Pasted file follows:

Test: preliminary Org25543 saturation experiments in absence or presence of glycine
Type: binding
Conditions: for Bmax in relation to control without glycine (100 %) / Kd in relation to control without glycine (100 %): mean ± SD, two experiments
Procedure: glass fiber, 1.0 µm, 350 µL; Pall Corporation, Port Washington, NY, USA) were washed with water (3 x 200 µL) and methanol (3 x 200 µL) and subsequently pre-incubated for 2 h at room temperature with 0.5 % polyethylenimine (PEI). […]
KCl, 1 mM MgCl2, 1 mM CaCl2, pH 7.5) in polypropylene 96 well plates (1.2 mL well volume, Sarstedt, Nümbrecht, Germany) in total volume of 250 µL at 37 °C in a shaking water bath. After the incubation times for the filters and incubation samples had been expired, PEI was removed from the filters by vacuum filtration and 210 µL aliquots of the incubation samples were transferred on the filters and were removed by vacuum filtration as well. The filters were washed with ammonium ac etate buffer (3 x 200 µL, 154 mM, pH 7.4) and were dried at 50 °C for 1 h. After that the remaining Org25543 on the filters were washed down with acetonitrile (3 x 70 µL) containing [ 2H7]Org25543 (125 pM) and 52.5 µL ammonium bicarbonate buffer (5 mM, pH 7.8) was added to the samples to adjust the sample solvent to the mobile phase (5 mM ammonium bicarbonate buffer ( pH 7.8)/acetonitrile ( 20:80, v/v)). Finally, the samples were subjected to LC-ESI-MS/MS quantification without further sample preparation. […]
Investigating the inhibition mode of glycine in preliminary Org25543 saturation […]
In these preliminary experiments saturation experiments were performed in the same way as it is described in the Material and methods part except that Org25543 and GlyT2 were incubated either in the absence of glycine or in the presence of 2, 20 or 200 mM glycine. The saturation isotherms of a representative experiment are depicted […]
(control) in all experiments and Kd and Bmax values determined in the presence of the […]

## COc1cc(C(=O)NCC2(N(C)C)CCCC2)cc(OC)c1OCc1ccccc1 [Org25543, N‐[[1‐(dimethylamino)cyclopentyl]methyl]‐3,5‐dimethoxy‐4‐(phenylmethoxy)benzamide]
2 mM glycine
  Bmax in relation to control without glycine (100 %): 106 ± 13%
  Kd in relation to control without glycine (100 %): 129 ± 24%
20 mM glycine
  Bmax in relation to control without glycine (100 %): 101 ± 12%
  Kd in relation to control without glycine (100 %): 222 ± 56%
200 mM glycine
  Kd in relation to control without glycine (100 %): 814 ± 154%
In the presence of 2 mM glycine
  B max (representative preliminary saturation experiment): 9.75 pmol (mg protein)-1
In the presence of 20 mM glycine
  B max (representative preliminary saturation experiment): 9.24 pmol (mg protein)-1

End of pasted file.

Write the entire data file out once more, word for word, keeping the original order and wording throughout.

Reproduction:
Test: preliminary Org25543 saturation experiments in absence or presence of glycine
Type: binding
Conditions: for Bmax in relation to control without glycine (100 %) / Kd in relation to control without glycine (100 %): mean ± SD, two experiments
Procedure: glass fiber, 1.0 µm, 350 µL; Pall Corporation, Port Washington, NY, USA) were washed with water (3 x 200 µL) and methanol (3 x 200 µL) and subsequently pre-incubated for 2 h at room temperature with 0.5 % polyethylenimine (PEI). […]
KCl, 1 mM MgCl2, 1 mM CaCl2, pH 7.5) in polypropylene 96 well plates (1.2 mL well volume, Sarstedt, Nümbrecht, Germany) in total volume of 250 µL at 37 °C in a shaking water bath. After the incubation times for the filters and incubation samples had been expired, PEI was removed from the filters by vacuum filtration and 210 µL aliquots of the incubation samples were transferred on the filters and were removed by vacuum filtration as well. The filters were washed with ammonium ac etate buffer (3 x 200 µL, 154 mM, pH 7.4) and were dried at 50 °C for 1 h. After that the remaining Org25543 on the filters were washed down with acetonitrile (3 x 70 µL) containing [ 2H7]Org25543 (125 pM) and 52.5 µL ammonium bicarbonate buffer (5 mM, pH 7.8) was added to the samples to adjust the sample solvent to the mobile phase (5 mM ammonium bicarbonate buffer ( pH 7.8)/acetonitrile ( 20:80, v/v)). Finally, the samples were subjected to LC-ESI-MS/MS quantification without further sample preparation. […]
Investigating the inhibition mode of glycine in preliminary Org25543 saturation […]
In these preliminary experiments saturation experiments were performed in the same way as it is described in the Material and methods part except that Org25543 and GlyT2 were incubated either in the absence of glycine or in the presence of 2, 20 or 200 mM glycine. The saturation isotherms of a representative experiment are depicted […]
(control) in all experiments and Kd and Bmax values determined in the presence of the […]

## COc1cc(C(=O)NCC2(N(C)C)CCCC2)cc(OC)c1OCc1ccccc1 [Org25543, N‐[[1‐(dimethylamino)cyclopentyl]methyl]‐3,5‐dimethoxy‐4‐(phenylmethoxy)benzamide]
2 mM glycine
  Bmax in relation to control without glycine (100 %): 106 ± 13%
  Kd in relation to control without glycine (100 %): 129 ± 24%
20 mM glycine
  Bmax in relation to control without glycine (100 %): 101 ± 12%
  Kd in relation to control without glycine (100 %): 222 ± 56%
200 mM glycine
  Kd in relation to control without glycine (100 %): 814 ± 154%
In the presence of 2 mM glycine
  B max (representative preliminary saturation experiment): 9.75 pmol (mg protein)-1
In the presence of 20 mM glycine
  B max (representative preliminary saturation experiment): 9.24 pmol (mg protein)-1